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World Briefs: U.S. Navy helicopter crashes with 5 aboard

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United Arab Emirates

DUBAI — A U.S. Navy helicopter with a crew of five crashed n the Gulf nation of Oman on Thursday, a Navy spokesman said.

Lt. Greg Raelson, of the Navy's Bahrain-based 5th Fleet, gave no immediate word on the fate of the crew, but an Omani air force official said three of them have been found so far and are being treated at a hospital. The official was not authorized to release the information and spoke on condition of anonymity

No hostile activity is suspected.

Lt. Raelson said an investigation is under way into crash of the MH-35E Sea Dragon. He said the helicopter was assigned to a mine countermeasure squadron and was involved in heavy lift operations when it crashed 58 miles southwest of the capital Muscat.

Saudi Arabia

Former ambassador to U.S. named spy chief

RIYADH — Prince Bandar bin Sultan, a former Saudi ambassador to the United States, has been named the country's new intelligence chief, the royal palace announced Thursday.

Prince Bandar, who retains his job as secretary-general of Saudi Arabia's National Security Council, replaces Mogren bin Abdel Aziz, who resigned.

Prince Bandar was Saudi envoy to Washington from 1983 to 2005.

Tunisia

Former dictator gets second life sentence

TUNIS — Tunisia's former dictator Thursday received his second life sentence in absentia from a military court that convicted him for complicity in the killings of protesters during the uprising that ousted him last year.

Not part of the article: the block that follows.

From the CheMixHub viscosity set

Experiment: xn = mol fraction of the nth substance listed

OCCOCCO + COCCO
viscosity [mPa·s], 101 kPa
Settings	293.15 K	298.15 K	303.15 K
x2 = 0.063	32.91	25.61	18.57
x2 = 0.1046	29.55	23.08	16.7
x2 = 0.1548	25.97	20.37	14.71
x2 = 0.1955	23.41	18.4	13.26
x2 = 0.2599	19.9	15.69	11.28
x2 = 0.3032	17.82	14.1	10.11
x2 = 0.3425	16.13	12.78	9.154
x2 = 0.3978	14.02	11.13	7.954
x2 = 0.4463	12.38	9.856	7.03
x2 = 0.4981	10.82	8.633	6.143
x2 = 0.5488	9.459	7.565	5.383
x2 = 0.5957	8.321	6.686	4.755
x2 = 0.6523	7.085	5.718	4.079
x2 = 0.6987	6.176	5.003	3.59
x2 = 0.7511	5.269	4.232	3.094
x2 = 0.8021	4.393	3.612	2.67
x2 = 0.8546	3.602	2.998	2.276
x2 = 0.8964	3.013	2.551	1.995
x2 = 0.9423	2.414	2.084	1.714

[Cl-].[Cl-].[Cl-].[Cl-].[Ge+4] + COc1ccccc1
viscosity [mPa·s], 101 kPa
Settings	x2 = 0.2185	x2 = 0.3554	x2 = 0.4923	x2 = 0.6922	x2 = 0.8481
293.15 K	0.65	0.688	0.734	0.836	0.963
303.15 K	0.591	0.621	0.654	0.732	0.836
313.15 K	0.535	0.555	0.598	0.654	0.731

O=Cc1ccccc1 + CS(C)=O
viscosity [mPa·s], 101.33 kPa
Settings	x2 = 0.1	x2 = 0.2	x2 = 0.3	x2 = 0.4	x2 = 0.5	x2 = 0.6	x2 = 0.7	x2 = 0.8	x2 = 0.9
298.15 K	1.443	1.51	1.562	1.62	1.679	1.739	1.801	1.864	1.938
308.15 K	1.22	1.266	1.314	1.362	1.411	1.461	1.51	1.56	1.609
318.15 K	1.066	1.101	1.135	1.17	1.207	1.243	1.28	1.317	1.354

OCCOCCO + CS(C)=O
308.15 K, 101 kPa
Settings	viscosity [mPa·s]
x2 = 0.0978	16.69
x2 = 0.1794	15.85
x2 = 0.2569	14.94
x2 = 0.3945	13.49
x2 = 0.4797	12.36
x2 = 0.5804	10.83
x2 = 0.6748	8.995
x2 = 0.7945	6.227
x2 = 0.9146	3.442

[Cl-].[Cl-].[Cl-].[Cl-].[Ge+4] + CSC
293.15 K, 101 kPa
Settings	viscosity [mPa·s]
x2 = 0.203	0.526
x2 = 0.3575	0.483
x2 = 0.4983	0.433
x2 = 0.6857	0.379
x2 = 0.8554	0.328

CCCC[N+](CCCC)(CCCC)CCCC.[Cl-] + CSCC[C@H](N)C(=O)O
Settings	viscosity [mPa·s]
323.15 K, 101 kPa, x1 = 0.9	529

Zine El Abidine Ben Ali, who is in exile in Saudi Arabia, was already given a life sentence in June in the deaths of protesters in southern Tunisia, where the movement against him began in December 2010.

Tunisia has asked Saudi Arabia to extradite Ben Ali so he can face these and other charges in person, but the nation has never received an answer. Nonetheless, the Tunisian government has pledged to bring Ben Ali and all of his associates to justice for crimes they allegedly committed during his 23-year iron-fisted rule.

The latest case concerned protesters killed in the capital and the north of the country. More than 40 officials were tried, receiving sentences ranging from five years to life in prison. The former head of the presidential guard, Ali Seriati, was sentenced to 20 years prison, while former Interior Minister Rafik Belhaj Kacem was given 15 years. Both are in custody.

Mauritania

Demonstrators demand ouster of president

NOUAKCHOTT — Thousands of Mauritanians protested in the capital late Wednesday, calling for the departure of President Mohamed Ould Abdel Aziz, a man they accuse of despotism and mismanagement.

Protestors chanted "Aziz get out" and "we are sick of the tyrant" as they marched through Nouakchott in the latest of several anti-regime protests held in the West African nation in recent months.

Saleh Ould Henenna, leader of the Coordination of Democratic Opposition who organized the march, said Mr. Aziz should "leave before it is too late."

The opposition began holding similar protests May 2, most of which have been broken up by police, leaving several injured.

They accuse Mr. Aziz of despotism and mismanagement and having failed to heed commitments made in the diplomatic accords that led to his election in 2009, a year after he seized power in a coup.

The president's term expires in 2014.

• From wire dispatches and staff reports

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